When I was forced to leave my job as a high school woodwork teacher through illness, writing became the cornerstone of my life, as all of the things I had thought were set in concrete – the things I believed would always be there – just crumbled into dust and blew away in the wind. I tried for a long time to collect the bits and pieces of my old life and put them back together, until I realised that the three books were what I had built from the remnants of all those lost yesterdays.
I sometimes wonder if it was all ‘meant to be’, as I didn’t travel the same path as many writers who spend years researching, planning storylines and plots and developing characters. I simply wrote what came to me, and the final manuscripts were very, very close to what I had punched into the keyboard over a six year period.
Another thing that is quite strange is that I am now meeting people who share the same names as the characters invented for the books. That is rather spooky.
> How have your readers responded?
I have been overwhelmed by the positive response. I think it is because nearly everyone can feel a connection with the characters and the times. So many people have told me about their uncle who had a bullock team or worked in a mill or how their grandparents lived on a farm way up in the bush and how they had red cedar growing on the property.
Added to that, my novels are easy to read and very lively – you don’t want to put the book down because you need to know what happens on the next page. As I have said in previous interviews, my books are more like Daniel Boone than Mills and Boon.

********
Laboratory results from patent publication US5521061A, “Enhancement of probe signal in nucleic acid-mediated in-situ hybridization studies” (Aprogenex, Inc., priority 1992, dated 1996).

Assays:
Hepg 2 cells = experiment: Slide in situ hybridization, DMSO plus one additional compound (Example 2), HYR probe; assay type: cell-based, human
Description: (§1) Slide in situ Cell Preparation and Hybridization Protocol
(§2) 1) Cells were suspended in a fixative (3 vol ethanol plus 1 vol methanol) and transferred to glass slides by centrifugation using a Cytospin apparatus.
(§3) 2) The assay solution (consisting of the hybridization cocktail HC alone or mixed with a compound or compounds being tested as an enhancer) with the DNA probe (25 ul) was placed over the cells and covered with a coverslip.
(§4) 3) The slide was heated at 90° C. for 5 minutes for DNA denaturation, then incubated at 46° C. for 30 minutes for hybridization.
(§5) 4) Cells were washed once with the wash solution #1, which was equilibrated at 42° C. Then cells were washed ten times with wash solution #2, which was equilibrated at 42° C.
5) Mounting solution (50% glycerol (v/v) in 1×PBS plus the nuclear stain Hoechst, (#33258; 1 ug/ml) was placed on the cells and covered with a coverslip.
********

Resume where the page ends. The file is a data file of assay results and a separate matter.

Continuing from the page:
Not only that, I have maintained historical and technical accuracy throughout the trilogy, so the information is real and not fantasy as in many novels of today. I guess that is the school teacher in me still trying to impart a bit of knowledge!
> Tell us about the storyline for this novel?
All Things Return to the Beginning is set in 1946, as men are returning from World War II. It was another pivotal time in the timber industry, as surplus wartime machinery replaced the reliable bullock teams, and petrol motors sent portable steam engines into the yards of scrap metal dealers. The lovable characters of the first two books continue to fight against greed and skulduggery as the final few truckloads of red cedar sawlogs are brought down from the mountains.
As the times changed forever, it is the stubbornness of one man to resist that change that eventually sees the inevitable last battle between good and evil. I was very happy with the final chapters of this book, as all of the open-ended questions and uncertainties of the first two novels came together to reach a satisfying conclusion. Readers will not be disappointed as they complete the last page.